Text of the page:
Breast Cancer and Sleep

Sleep issues are very common for people with cancer. Up to 95% of people experience sleep disturbances during cancer treatment and recovery. One study reported that over half of women with breast cancer experience poor sleep quality.

Cancer treatments like chemotherapy and radiation, as well as anxiety, depression, and other conditions, may disrupt sleep for some people. A good night's sleep can help you cope during cancer treatment and is also linked to the overall quality of life in people with breast cancer.

This article discusses the connection between breast cancer and sleep.

Woman Sleeping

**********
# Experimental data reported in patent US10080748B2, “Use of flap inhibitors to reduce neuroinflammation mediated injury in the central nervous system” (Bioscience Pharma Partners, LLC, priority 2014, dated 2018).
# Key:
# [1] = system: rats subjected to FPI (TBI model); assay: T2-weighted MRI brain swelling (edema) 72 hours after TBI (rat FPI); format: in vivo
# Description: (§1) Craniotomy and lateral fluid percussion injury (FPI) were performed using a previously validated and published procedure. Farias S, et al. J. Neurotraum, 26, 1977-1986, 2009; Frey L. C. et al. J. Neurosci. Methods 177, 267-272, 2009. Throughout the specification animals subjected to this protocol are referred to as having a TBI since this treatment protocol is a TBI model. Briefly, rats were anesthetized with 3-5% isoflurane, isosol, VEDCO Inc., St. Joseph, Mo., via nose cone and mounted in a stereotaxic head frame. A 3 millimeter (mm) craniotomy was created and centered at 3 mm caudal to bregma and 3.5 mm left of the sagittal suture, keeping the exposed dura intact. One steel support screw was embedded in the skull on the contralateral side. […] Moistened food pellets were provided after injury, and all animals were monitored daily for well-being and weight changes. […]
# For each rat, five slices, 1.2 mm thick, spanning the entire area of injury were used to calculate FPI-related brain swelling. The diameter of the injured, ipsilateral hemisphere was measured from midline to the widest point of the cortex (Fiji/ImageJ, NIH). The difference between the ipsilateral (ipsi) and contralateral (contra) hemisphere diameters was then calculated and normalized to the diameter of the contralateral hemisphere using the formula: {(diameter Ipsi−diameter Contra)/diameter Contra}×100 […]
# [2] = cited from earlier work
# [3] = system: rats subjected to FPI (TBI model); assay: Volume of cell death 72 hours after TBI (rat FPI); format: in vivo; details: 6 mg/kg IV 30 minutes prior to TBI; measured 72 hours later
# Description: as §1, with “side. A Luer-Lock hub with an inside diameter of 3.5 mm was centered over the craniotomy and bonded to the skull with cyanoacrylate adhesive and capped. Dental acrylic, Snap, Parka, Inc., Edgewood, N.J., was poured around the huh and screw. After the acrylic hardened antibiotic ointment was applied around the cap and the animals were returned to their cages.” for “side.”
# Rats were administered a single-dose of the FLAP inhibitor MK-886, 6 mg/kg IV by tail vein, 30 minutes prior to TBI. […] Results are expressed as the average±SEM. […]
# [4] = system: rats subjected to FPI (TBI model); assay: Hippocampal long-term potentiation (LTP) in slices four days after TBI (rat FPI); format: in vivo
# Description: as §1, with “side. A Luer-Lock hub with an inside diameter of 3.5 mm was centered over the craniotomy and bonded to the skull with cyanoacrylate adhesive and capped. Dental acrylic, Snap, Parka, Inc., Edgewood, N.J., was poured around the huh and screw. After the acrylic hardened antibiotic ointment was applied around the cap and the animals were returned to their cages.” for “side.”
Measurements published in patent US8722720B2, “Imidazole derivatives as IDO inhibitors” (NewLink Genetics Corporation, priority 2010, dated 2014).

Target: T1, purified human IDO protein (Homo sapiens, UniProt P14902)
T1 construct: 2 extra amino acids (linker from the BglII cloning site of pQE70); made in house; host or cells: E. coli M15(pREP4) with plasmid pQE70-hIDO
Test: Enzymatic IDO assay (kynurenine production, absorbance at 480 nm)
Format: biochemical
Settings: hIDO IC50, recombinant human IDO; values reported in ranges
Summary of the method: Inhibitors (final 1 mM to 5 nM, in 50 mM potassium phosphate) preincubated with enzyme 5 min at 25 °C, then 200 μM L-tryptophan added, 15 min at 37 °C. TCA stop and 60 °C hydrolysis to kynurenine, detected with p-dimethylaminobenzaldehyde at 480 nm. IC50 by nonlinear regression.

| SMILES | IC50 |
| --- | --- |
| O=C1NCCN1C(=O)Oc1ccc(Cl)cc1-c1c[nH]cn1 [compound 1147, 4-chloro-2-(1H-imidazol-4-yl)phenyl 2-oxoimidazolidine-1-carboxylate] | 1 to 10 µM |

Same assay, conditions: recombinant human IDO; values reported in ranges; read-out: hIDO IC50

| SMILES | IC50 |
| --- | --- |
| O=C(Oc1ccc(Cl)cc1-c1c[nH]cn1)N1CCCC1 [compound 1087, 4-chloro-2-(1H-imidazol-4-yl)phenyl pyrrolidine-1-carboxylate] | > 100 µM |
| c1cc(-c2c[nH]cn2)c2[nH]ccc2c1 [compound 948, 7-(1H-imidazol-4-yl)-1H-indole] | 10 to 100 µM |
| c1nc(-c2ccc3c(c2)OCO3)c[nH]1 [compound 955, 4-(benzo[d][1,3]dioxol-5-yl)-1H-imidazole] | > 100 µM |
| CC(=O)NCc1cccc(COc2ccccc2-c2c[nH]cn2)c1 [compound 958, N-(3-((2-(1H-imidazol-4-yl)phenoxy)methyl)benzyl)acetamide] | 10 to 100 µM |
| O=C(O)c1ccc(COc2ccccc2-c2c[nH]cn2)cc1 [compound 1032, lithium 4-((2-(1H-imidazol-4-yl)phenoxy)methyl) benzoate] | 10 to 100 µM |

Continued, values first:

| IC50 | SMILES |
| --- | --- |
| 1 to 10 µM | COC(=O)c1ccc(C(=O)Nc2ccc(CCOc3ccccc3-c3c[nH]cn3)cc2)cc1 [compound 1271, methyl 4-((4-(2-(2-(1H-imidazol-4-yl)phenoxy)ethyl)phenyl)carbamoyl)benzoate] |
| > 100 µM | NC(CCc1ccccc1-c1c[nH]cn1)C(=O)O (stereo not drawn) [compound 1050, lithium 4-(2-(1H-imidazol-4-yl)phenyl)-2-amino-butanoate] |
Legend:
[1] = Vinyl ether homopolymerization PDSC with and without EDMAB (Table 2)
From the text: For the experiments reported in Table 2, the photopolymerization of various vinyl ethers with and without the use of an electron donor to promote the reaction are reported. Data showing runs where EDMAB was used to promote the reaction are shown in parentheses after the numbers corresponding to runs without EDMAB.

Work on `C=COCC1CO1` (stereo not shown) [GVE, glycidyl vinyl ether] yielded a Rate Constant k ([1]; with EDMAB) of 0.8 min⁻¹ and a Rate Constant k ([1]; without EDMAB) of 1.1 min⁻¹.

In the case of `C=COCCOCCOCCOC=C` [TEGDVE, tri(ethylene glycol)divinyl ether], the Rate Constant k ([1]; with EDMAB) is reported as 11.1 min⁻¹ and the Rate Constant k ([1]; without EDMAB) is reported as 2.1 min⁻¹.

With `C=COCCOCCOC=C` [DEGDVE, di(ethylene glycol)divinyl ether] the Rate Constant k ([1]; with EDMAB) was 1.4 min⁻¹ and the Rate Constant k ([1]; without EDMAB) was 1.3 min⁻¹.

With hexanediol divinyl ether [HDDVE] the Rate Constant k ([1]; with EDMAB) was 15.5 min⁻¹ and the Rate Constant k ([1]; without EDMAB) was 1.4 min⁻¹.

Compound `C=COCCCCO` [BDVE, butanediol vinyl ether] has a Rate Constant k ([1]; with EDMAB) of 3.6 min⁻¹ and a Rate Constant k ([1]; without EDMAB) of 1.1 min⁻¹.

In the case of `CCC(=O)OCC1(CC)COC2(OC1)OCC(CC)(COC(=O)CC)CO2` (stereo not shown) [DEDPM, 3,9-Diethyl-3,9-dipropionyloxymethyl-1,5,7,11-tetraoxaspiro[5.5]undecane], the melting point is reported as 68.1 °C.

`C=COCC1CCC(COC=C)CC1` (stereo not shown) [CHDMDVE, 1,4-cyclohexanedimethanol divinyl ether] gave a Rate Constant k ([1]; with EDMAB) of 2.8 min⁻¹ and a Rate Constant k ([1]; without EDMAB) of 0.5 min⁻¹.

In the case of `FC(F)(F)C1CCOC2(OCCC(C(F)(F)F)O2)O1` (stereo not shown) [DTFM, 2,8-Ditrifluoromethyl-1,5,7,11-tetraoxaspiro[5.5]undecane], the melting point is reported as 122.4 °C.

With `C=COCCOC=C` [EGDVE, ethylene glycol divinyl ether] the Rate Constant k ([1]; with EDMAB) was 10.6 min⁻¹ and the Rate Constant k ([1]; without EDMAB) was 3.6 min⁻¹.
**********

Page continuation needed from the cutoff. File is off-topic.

Luis Alvarez / Getty Images

A study showed sleep disturbances are worst for women with breast cancer between four and 12 months into treatment.

Connection Between Breast Cancer and Sleep

You may find that your sleep quality worsens before, during, and/or after breast cancer. Many factors affect sleep. Your sleep problems may include poor sleep quality, not sleeping long enough, or other kinds of sleep disturbances.

Sleep issues, including fatigue, have been studied in patients with breast cancer. Some studies have looked at sleep issues by themselves. Others have grouped sleep problems into a cluster of symptoms that include mood, cognitive issues, fatigue, insomnia, and pain.

Daytime naps or other changes to your schedule can affect sleep. Changes to your nutrition or exercise levels can also impact sleep quality. For some people, breast cancer treatments can disturb sleep.